This could mean that when the driverless car roams on our streets, it is going to employ a male-focused driving style and presumably try to cut off other drivers in traffic, and otherwise be quite pushy.
Or, it could be that the ML/DL discovers the “timid” driving tactics that are within the female-oriented driving data and will incorporate a driving approach accordingly, such that when a self-driving car gets in traffic, the AI is going to act in a more docile manner.
I realize that the aforementioned seems objectionable due to the stereotypical characterizations, but the overall point is that if there is a difference between how males tend to drive and how females tend to drive, it could potentially be reflected in the data.
And, if the data has such differences within it, there’s a chance that the ML/DL might either explicitly or implicitly pick-up on those differences.
Imagine too that if we had a dataset that perchance was based only on male drivers, this landing on a male-oriented bias driving approach would seem even more heightened (similarly, if the dataset was based only on female drivers, a female-oriented bias would be presumably heightened).
Here’s the rub.
Since male drivers today have twice the number of deadly car crashes than women, if an AI true self-driving car was perchance trained to drive via predominantly male-oriented driving tactics, would the resulting driverless car be more prone to car accidents than otherwise?
That’s an intriguing point and worth pondering.
Assuming that no other factors come to play in the nature of the AI driving system, we might certainly reasonably assume that the driverless car so trained might indeed falter in a similar way to the underlying “learned” driving behaviors.
Admittedly, there are a lot of other factors involved in the crafting of an AI driving system, and thus it is hard to say that training datasets themselves could lead to such a consequence.
That being said, it is also instructive to realize that there are other ways that gender-based elements could get infused into the AI driving system.
For example, suppose that rather than only using ML/DL, there was also programming or coding involved in the AI driving system, which indeed is most often the case.
It could be that the AI developers themselves would allow their own biases to be encompassed into the coding, and since by-and-large stats indicate that AI software developers tend to be males rather than females (though, thankfully, lots of STEM efforts are helping to change this dynamic), perhaps their male-oriented perspective would get included into the AI system coding.
In The Field Biases Too
Yet another example involves the AI dealing with other drivers on the roadways.
For many years to come, we will have both self-driving cars on our highways and byways and simultaneously have human-driven cars. There won’t be a magical overnight switch of suddenly having no human-driven cars and only AI driverless cars.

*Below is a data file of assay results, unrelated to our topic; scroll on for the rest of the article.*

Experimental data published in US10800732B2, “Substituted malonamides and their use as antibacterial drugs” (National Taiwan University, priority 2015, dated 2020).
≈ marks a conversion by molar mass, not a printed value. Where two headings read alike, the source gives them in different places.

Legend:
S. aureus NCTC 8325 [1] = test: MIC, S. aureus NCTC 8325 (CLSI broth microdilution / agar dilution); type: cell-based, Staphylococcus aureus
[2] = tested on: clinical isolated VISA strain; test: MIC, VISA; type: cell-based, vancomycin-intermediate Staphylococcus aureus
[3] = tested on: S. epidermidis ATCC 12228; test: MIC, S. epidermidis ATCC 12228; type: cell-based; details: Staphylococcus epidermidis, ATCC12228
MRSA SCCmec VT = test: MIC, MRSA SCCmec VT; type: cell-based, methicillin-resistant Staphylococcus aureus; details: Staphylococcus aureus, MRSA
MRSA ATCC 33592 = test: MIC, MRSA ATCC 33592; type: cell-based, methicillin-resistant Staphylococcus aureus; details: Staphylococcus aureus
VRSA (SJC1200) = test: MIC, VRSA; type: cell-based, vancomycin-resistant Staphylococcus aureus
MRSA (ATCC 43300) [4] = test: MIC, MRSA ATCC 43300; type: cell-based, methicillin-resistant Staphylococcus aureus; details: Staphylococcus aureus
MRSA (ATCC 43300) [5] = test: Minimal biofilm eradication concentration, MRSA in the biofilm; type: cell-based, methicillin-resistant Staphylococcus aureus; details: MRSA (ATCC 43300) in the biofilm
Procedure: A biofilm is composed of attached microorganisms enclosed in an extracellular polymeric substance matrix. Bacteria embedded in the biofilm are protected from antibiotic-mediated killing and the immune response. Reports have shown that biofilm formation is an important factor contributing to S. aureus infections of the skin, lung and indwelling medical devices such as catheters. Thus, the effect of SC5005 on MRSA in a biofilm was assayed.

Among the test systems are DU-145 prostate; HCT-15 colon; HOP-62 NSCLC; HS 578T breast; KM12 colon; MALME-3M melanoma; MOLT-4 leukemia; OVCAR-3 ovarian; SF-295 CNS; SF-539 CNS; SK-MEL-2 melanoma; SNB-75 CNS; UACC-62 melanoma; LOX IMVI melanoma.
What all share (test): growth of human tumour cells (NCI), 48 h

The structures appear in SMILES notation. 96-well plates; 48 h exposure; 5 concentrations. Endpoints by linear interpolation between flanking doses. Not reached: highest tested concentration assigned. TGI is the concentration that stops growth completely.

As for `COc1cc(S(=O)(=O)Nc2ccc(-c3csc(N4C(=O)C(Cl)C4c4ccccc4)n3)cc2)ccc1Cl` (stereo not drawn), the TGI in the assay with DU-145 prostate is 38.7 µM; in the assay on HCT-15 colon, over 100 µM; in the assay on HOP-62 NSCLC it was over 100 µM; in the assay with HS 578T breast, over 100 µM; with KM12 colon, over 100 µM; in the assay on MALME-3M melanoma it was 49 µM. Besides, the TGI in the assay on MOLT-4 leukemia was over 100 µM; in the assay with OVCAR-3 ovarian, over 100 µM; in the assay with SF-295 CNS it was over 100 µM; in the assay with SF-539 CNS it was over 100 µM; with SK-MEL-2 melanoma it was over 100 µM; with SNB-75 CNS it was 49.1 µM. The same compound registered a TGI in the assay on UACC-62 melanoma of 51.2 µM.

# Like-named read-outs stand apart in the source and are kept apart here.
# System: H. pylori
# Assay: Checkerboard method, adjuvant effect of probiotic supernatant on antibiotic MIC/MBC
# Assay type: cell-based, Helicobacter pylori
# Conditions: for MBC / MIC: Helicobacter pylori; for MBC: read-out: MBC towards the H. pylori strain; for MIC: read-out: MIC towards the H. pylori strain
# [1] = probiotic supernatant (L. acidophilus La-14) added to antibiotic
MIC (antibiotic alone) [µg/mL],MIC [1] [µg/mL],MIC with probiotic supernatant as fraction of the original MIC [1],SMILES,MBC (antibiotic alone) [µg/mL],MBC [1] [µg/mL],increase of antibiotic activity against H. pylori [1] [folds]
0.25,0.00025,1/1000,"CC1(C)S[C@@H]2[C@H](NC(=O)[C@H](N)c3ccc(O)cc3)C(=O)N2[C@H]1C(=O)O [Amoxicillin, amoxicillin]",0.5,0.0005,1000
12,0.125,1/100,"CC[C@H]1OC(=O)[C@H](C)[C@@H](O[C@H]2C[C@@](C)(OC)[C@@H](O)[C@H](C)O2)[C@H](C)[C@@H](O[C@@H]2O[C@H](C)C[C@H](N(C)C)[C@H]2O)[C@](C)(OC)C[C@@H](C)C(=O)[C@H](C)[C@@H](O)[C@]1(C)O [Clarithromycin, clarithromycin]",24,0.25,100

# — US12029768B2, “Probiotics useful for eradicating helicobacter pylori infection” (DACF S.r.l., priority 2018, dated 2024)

Presumably, self-driving cars are supposed to be crafted to learn from the driving experiences encountered while on the roadways.
Generally, this involves the self-driving car collecting its sensory data during driving journeys, and then uploading the data via OTA (Over-The-Air) electronic communications into the cloud of the automaker or self-driving tech firm. Then, the automaker or self-driving tech firm uses various tools to analyze the voluminous data, including likely ML/DL and pushes out to the fleet of driverless cars some updates based on what was gleaned from the roadway data collected.
How does this pertain to gender?
Assuming again that male drivers and female drivers do drive differently, the roadway experiences of the driverless cars will involve the driving aspects of the human-driven cars around them.
It is quite possible that the ML/DL doing analysis of the fleet collected data would discover the male-oriented or the female-oriented driving tactics, though it and the AI developers might not realize that the deeply buried patterns were somehow tied to gender.
Indeed, one of the qualms about today’s ML/DL is that it oftentimes is not amenable to explanation.
The complexity of the underlying computations does not necessarily lend itself to readily being interpreted or explained in everyday ways (for how the need for XAI or Explainable AI is becoming increasingly important).
Some people affectionately refer to their car as a “he” or a “she,” as though the car itself was of a particular gender.
When an AI system is at the wheel of a self-driving car, it could be that the “he” or “she” labeling might be applicable, at least in the aspect that the AI driving system could be gender-biased toward male-oriented driving or female-oriented driving (if you believe such a difference exists).
Some believe that the AI driving system will be gender fluid, meaning that based on all how the AI system “learns” to drive, it will blend together the driving tactics that might be ascribed as male-oriented and those that might be ascribed as female-oriented.
If you don’t buy into the notion that there are any male versus female driving differences, presumably the AI will be gender-neutral in its driving practices.
No matter what your gender driving beliefs might be, one thing is clear that the whole topic can drive one crazy.
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More info about AI self-driving cars, see: www.ai-selfdriving-cars.guru
To follow Lance Eliot on Twitter: https://twitter.com/@LanceEliot
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For his Medium blog, see: https://email@example.com
For Dr. Eliot’s books, see: https://www.amazon.com/author/lanceeliot
Copyright © 2020 Dr. Lance B. Eliot